In 2019, the United States was in the midst of a viral debate on the use of plastic straws. Local and state governments issued bans, reusable straws were flying off of the shelves, and conservative media was crying about the “liberal hysteria” all around. Straws became a litmus test for environmental responsibility and care.
There was one issue though. How much was one person’s use of a plastic straw really impacting the environment? Too often, problems like climate change are framed as a matter of personal responsibility, strategically ignoring the fact that industries and governments have been the leading cause of carbon emissions and pollution.
At the 2023 WCC Eco School on climate, water, food, and health justice, we discussed this very dynamic. I soon learned that despite other countries of the global north having better climate policies than my home country, the US, the distracting issue of personal choice exists in all of them.
Further, we recognized the reason for this distraction is greed. We named how British Petroleum coined the term “carbon footprint” to scrutinize the individual impact on climate change, all while continuing their planet-destroying operations. It gets even more outrageous to frame individual choice as the problem when 125 billionaires and their investments contribute an equivalent amount of emissions to the nation of France.
It is greed that asks the majority of the population to cut back on their carbon footprint while seeing record profits. It is greed that hoards wealth and resources while committing the worst carbon emissions.
After the completion of the Eco School, I still find myself asking, what can I do in the face of such greed? While making individual choices to reduce our impacts are great, in the end, if I were to disappear tomorrow, my climate impact would be negligible. Systemic greed would prevail.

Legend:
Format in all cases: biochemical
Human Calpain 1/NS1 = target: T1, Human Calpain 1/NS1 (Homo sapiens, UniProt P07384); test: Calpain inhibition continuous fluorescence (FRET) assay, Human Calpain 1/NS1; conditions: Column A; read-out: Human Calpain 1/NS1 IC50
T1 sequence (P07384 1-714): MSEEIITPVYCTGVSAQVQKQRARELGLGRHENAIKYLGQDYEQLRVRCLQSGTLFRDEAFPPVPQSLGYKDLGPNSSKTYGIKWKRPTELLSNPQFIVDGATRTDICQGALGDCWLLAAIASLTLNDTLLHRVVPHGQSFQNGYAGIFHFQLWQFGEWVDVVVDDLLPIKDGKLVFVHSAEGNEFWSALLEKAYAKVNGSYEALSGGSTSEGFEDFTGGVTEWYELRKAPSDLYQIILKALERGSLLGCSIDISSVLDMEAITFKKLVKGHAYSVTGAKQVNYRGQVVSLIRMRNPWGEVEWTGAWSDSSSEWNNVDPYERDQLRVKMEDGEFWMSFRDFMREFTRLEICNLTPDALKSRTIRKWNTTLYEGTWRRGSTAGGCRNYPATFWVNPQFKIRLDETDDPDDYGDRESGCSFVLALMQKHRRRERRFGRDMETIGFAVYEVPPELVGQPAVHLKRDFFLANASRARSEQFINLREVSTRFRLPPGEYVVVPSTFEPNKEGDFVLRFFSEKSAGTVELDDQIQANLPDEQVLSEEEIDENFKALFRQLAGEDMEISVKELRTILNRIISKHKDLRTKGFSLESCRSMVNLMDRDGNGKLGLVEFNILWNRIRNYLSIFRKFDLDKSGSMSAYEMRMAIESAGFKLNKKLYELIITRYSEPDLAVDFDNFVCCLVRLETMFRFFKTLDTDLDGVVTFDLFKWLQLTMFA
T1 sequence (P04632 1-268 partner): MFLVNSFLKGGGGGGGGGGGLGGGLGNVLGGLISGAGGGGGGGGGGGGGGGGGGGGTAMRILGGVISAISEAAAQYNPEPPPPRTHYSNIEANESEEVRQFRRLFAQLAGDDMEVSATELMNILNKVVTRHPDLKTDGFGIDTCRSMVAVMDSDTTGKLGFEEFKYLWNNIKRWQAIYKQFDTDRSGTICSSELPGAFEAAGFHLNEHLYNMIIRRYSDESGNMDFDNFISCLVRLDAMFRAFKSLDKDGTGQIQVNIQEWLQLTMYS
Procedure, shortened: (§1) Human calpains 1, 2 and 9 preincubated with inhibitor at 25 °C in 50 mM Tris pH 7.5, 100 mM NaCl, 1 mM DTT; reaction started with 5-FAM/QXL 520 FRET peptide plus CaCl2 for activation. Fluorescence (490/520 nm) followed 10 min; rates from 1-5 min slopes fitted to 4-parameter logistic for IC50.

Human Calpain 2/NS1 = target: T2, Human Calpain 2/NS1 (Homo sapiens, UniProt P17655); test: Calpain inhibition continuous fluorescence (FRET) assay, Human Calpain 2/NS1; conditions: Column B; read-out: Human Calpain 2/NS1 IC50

So the question has to be more than an individual question. It should be what can our churches, our denominations, our ecumenical movement, and our interfaith movement do?
What can we do as a global society to change our systems and our world? This is what I believe is the real challenge of the Eco School. What are we doing after it is complete?
The eco ambassadors from this year’s Eco School are starting with a variety of local projects. Currently in my community, I am in the process of building an Environmental Justice Taskforce within the Michigan Conference of the United Methodist Church.
The Michigan Conference of the United Methodist Church has a strong history of seeking justice through its ministry. However, there has not been a group specifically focused on environmental justice.
Yet, the needs in our community are great. Michigan is home to 20% of the earth’s fresh water in the Great Lakes, a vibrant abundance of forest and agriculture, and a place that is well-suited to be a beacon of light for climate refuges escaping the crisis we have caused in other parts of the world.
But corporate greed threatens these resources. We have people struggling to access safe drinking water in places like Flint, Michigan while Nestle paid $200 a year from 2019 to 2021 to pump 1.1 million gallons of water per day for bottling just 97 miles (156 km) away. Canadian oil giant Enbridge also threatens these resources by operating a dangerous and highly-contested crude oil pipeline through the second largest Great Lake, threatening regional freshwater resources for generations to come.
Organizing and advocacy are critically necessary in our region and the church must be a part of this work. It is my hope that the Environmental Justice Taskforce can bring healing to the damage we have already caused as well as organize and advocate to end the damage we continue to create.
While the Eco School is only a one-week program, the work of environmental advocacy continues far beyond. I am proud to be a part of this group of young people committed to resisting greed and fighting for a livable planet. We have far to go, but I am grateful to be in their company in the work ahead.